Arbitration Decision: Javier VazquezBy
As Joe detailed this morning, the Yanks’ decision to offer salary arbitration to Derek Jeter is a no-brainer. Unfortunately, their other key free agent made things difficult when he had an utterly terrible 2010. Still, I’d be willing to run the risk of extending a salary arbitration offer to Javier Vazquez.
The Javier Vazquez story begins last year when the Yanks decided to trade for him. In a deal I now call the Boone Logan Trade, the Yanks sent Melky Cabrera, Michael Dunn and Arodys Vizcaino to the Braves for Logan and Vazquez. What made the deal so appealing was Vazquez’s contract status. With just one year left, the Yanks assumed he would maintain his recent success and his Type A status. The team would offer arbitration, and he would probably reject it. Had he accepted it, the Yanks would have had a quality pitcher at a reasonable rate.
Instead, Javy pitched himself all the way to Type B status. Javy went just 10-10 with a 5.32 ERA and threw only 157.1 innings. His strike outs dropped by 3 per 9 IP, and his walk rate doubled while his fastball velocity dipped well below 90. It was an utterly disastrous season, and the Yanks have a tough decision to make.
A few weeks ago, Mike went on the record with his view on the Javy issue. He wrote:
Javy Vazquez is a no-brainer. He’s a Type-B who made $11.5M in 2010, and of course he was awful (-0.2 fWAR) due to stuff that deteriorated as the season progressed. The best course of action is to simply cut ties and walk away. I know the Yanks considered two draft picks to be part of the deal (he was a Type-A once upon a time), but things didn’t work out. No sense in trying to force the issue, let Javy walk with no stings attached.
I disagree. The Yankees should offer Vazquez arbitration, and I doubt he would accept it. They could salvage something of this deal after all.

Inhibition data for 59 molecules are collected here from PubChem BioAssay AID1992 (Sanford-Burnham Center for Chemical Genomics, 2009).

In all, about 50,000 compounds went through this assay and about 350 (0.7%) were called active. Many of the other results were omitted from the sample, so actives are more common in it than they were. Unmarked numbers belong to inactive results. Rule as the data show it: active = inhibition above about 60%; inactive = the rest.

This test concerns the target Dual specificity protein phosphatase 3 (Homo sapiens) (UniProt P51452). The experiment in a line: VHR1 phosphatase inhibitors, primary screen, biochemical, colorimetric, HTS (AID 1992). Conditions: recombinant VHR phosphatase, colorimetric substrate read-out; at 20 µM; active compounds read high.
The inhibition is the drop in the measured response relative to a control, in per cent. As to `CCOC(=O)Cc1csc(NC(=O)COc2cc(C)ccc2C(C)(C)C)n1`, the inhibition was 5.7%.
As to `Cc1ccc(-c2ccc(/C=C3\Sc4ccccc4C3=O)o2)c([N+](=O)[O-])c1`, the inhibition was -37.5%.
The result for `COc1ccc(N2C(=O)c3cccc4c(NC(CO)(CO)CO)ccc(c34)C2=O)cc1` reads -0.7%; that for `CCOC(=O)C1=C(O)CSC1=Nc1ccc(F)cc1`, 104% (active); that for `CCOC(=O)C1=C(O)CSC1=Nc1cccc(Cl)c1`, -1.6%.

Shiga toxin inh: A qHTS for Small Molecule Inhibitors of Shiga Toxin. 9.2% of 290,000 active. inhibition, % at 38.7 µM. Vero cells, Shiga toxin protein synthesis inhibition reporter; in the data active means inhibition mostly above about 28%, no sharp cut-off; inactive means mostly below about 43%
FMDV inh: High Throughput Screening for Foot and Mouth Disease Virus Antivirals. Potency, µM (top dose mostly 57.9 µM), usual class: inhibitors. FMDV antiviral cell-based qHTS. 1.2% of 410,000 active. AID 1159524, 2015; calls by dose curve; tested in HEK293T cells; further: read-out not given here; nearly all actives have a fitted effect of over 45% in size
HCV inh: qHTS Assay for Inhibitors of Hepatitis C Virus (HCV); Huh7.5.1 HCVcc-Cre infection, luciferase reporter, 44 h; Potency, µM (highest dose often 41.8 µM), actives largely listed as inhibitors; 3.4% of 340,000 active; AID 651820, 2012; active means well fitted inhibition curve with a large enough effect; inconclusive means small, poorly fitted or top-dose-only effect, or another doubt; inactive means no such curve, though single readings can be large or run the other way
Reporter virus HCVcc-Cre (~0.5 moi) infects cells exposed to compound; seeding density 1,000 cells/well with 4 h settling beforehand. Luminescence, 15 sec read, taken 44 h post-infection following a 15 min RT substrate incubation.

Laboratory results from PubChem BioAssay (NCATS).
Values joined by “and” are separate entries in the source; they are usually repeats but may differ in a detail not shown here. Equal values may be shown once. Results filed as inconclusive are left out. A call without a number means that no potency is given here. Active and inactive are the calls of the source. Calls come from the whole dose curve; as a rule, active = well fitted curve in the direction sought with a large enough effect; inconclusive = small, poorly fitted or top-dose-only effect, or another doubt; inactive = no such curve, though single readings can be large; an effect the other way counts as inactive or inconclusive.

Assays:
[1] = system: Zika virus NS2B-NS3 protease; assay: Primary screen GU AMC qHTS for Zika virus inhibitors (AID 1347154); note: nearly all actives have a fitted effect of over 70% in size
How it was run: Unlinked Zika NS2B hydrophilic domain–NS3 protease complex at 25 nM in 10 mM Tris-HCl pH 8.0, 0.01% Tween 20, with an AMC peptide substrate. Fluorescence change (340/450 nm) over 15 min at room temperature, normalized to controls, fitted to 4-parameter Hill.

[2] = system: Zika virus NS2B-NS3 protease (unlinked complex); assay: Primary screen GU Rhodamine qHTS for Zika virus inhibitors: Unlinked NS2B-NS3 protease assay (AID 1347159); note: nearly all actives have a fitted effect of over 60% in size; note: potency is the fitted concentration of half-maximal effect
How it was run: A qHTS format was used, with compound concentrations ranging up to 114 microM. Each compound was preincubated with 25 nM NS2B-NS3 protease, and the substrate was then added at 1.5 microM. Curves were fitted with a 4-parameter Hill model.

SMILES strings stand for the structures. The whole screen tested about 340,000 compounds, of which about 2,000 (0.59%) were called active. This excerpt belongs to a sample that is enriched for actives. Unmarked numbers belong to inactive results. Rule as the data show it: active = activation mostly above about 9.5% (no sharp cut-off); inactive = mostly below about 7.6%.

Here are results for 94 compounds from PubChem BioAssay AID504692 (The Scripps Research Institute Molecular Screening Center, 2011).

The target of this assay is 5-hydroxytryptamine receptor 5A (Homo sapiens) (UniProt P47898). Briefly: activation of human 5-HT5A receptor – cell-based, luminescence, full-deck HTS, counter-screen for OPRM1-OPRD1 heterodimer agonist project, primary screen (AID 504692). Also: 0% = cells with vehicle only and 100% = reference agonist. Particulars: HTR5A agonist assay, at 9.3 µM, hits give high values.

This move should come down to three factors. The first is Javy’s need to get out of New York. He’s still only 34 years old and ostensibly wants to keep pitching. To continue with his career — a career that saw him average 200 strike outs and 216 IP from 2000-2009 — he needs to pitch somewhere in which he is comfortable and can succeed. As much as I’m hesitant to believe that some players just don’t have the je ne sais quois to pitch in New York, Javy seems to fit the bill.
Furthermore, other teams are interested in him. The Nationals are interested in Vazquez, and the Marlins have met with him as well. Javy himself wants to pitch for the Marlins and appears to have interest from five other teams.
Finally, the Hot Stove League‘s rumblings and grumblings suggest that Javy wants more than a one-year deal. Low-level rumors have Vazquez shooting for a three-year contract, and with a high level of interest among fringe teams, he should be able to secure a multi-year commitment. Considering these factors, the odds are slim that he’d accept arbitration.
But let’s assume that the Yankees offer him arbitration, and he accepts. The two sides could agree on a one-year deal followed by a trade or the two sides could go to a hearing. Since Javy would probably lose the hearing, the Yankees could wind up paying him under $10 million next year. While holding out hope in Javy might just be a fool’s errand, he could justify such a meager investment. After all, he was a 5-win pitcher in the AL as recently as 2008, and unless his arm is totally shot, he’s due for a bounce-back year in 2011.
Still, though, I’d put the odds of his accepting arbitration at no greater than five percent, and for the chance to secure a draft pick and salvage the trade, those are odds I would play. The Yankees have been risk-averse when it comes to their arbitration offers to free agents on the bubble, and I would be more surprised to see them offer arbitration to Javy than not. If they’re willing to roll the dice though, they just might make a move that proves to be both risky and smart.